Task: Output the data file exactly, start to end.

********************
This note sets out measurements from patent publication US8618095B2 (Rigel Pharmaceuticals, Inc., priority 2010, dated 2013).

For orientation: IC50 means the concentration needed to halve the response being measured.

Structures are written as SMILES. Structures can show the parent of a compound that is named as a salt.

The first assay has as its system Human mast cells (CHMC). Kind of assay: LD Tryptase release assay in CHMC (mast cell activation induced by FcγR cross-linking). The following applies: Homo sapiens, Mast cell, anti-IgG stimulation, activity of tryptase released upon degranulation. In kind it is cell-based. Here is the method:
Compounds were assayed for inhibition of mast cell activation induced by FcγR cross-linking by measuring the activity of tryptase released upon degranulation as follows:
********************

This note sets out measurements from patent publication US8618095B2 (Rigel Pharmaceuticals, Inc., priority 2010, dated 2013).

For orientation: IC50 means the concentration needed to halve the response being measured.

Structures are written as SMILES. Structures can show the parent of a compound that is named as a salt.

The first assay has as its system Human mast cells (CHMC). Kind of assay: LD Tryptase release assay in CHMC (mast cell activation induced by FcγR cross-linking). The following applies: Homo sapiens, Mast cell, anti-IgG stimulation, activity of tryptase released upon degranulation. In kind it is cell-based. Here is the method:
Compounds were assayed for inhibition of mast cell activation induced by FcγR cross-linking by measuring the activity of tryptase released upon degranulation as follows: